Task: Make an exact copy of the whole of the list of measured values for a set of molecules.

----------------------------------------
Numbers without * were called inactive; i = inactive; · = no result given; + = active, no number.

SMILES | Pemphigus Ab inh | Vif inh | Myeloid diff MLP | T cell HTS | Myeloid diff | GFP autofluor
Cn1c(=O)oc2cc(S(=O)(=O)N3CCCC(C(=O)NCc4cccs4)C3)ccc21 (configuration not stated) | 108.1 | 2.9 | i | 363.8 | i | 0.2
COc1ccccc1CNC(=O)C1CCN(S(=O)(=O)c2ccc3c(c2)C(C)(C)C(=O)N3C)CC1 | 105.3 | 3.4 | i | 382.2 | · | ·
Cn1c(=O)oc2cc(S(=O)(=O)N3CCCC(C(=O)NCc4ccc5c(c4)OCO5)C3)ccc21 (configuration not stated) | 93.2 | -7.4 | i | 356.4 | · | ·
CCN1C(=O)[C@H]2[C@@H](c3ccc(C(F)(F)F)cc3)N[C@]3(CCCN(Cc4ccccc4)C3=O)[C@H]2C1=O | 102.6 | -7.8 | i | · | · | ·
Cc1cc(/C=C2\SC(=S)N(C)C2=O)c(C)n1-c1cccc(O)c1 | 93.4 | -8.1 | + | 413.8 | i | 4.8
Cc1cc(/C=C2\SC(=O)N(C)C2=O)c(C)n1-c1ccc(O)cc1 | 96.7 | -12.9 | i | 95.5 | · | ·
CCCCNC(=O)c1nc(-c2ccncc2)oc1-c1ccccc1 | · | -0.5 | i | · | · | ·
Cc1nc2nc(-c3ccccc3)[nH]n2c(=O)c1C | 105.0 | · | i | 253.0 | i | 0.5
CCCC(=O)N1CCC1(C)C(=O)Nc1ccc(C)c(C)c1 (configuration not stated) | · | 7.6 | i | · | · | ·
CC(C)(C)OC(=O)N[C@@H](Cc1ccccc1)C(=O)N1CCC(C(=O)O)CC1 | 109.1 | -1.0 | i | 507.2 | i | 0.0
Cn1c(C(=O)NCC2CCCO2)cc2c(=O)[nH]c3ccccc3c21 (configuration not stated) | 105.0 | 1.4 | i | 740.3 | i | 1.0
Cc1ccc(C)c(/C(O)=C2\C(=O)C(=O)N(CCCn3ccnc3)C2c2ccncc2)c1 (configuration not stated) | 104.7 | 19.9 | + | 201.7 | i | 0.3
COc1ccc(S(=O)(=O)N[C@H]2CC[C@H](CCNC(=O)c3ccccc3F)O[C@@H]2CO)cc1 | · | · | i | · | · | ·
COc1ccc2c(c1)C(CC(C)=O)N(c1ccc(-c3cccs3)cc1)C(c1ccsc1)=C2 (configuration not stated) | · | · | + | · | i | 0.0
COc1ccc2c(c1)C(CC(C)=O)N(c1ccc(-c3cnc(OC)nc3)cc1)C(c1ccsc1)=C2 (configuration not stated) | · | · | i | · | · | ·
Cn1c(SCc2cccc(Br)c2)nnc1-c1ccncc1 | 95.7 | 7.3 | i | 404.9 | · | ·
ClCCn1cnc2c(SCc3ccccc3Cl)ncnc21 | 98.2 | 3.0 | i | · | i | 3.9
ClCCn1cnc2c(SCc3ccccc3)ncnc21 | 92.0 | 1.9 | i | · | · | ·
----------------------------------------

Numbers without * were called inactive; i = inactive; · = no result given; + = active, no number.

SMILES | Pemphigus Ab inh | Vif inh | Myeloid diff MLP | T cell HTS | Myeloid diff | GFP autofluor
Cn1c(=O)oc2cc(S(=O)(=O)N3CCCC(C(=O)NCc4cccs4)C3)ccc21 (configuration not stated) | 108.1 | 2.9 | i | 363.8 | i | 0.2
COc1ccccc1CNC(=O)C1CCN(S(=O)(=O)c2ccc3c(c2)C(C)(C)C(=O)N3C)CC1 | 105.3 | 3.4 | i | 382.2 | · | ·
Cn1c(=O)oc2cc(S(=O)(=O)N3CCCC(C(=O)NCc4ccc5c(c4)OCO5)C3)ccc21 (configuration not stated) | 93.2 | -7.4 | i | 356.4 | · | ·
CCN1C(=O)[C@H]2[C@@H](c3ccc(C(F)(F)F)cc3)N[C@]3(CCCN(Cc4ccccc4)C3=O)[C@H]2C1=O | 102.6 | -7.8 | i | · | · | ·
Cc1cc(/C=C2\SC(=S)N(C)C2=O)c(C)n1-c1cccc(O)c1 | 93.4 | -8.1 | + | 413.8 | i | 4.8
Cc1cc(/C=C2\SC(=O)N(C)C2=O)c(C)n1-c1ccc(O)cc1 | 96.7 | -12.9 | i | 95.5 | · | ·
CCCCNC(=O)c1nc(-c2ccncc2)oc1-c1ccccc1 | · | -0.5 | i | · | · | ·
Cc1nc2nc(-c3ccccc3)[nH]n2c(=O)c1C | 105.0 | · | i | 253.0 | i | 0.5
CCCC(=O)N1CCC1(C)C(=O)Nc1ccc(C)c(C)c1 (configuration not stated) | · | 7.6 | i | · | · | ·
CC(C)(C)OC(=O)N[C@@H](Cc1ccccc1)C(=O)N1CCC(C(=O)O)CC1 | 109.1 | -1.0 | i | 507.2 | i | 0.0
Cn1c(C(=O)NCC2CCCO2)cc2c(=O)[nH]c3ccccc3c21 (configuration not stated) | 105.0 | 1.4 | i | 740.3 | i | 1.0
Cc1ccc(C)c(/C(O)=C2\C(=O)C(=O)N(CCCn3ccnc3)C2c2ccncc2)c1 (configuration not stated) | 104.7 | 19.9 | + | 201.7 | i | 0.3
COc1ccc(S(=O)(=O)N[C@H]2CC[C@H](CCNC(=O)c3ccccc3F)O[C@@H]2CO)cc1 | · | · | i | · | · | ·
COc1ccc2c(c1)C(CC(C)=O)N(c1ccc(-c3cccs3)cc1)C(c1ccsc1)=C2 (configuration not stated) | · | · | + | · | i | 0.0
COc1ccc2c(c1)C(CC(C)=O)N(c1ccc(-c3cnc(OC)nc3)cc1)C(c1ccsc1)=C2 (configuration not stated) | · | · | i | · | · | ·
Cn1c(SCc2cccc(Br)c2)nnc1-c1ccncc1 | 95.7 | 7.3 | i | 404.9 | · | ·
ClCCn1cnc2c(SCc3ccccc3Cl)ncnc21 | 98.2 | 3.0 | i | · | i | 3.9
ClCCn1cnc2c(SCc3ccccc3)ncnc21 | 92.0 | 1.9 | i | · | · | ·